Physics embraces the study of the most basic natural laws and is about explaining how and why things work on scales ranging from the sub-nuclear, through the everyday, and on to the entire cosmos.

Physicists explore and identify basic principles governing the structure and behaviour of matter, the generation and transfer of energy, and the interaction of matter and energy.

Some physicists use these principles in theoretical or experimental studies on topics such as the nature of time and the origin of the Universe; others apply their physics knowledge to practical areas, developing advanced materials, electronic and optical devices, and equipment for a wide range of fields such as medicine, mining, astronomy and geophysics.

Physics is also at the heart of new interdisciplinary areas such as information technology, nanotechnology, quantum technology and biophotonics. In newly developing areas in the biosciences, an understanding of basic physical principles is one of the keys to advancing knowledge.

Why choose Physics at UQ?

We have a strong group of internationally-recognised researchers in physics. Find out more about their research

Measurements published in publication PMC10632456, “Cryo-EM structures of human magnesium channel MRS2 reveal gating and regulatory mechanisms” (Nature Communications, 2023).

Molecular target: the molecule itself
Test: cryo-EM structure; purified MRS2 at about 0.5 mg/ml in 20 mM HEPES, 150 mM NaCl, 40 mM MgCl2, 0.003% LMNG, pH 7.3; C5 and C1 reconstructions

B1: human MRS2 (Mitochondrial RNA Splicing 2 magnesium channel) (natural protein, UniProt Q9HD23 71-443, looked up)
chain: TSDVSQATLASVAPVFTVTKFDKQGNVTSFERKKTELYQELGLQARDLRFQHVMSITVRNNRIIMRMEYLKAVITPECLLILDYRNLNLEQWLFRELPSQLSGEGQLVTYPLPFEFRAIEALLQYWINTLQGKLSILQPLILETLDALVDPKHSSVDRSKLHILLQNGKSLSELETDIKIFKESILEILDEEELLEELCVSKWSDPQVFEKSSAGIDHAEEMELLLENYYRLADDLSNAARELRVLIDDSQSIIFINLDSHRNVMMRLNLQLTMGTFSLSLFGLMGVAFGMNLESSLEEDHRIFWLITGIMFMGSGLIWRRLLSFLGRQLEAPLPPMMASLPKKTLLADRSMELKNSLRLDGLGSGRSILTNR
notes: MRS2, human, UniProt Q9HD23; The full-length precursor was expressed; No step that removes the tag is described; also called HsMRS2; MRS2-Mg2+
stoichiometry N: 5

When you graduate, you will have developed robust, high-level analytical and problem-solving skills that are widely applicable and highly valued by a diverse range of employers including those in education, finance, engineering, computing and management.

Your skills will equip you for a range of exciting and rewarding careers across the public and private sectors, in areas such as:

  • government (research and management positions)
  • higher education (teaching, research and technical positions)
  • education and science communication
  • health and medicine
  • nuclear physics.

You may also decide to take a higher degree and work in research and development; undertaking fundamental research to increase scientific knowledge, or applied research to develop new devices, products or processes.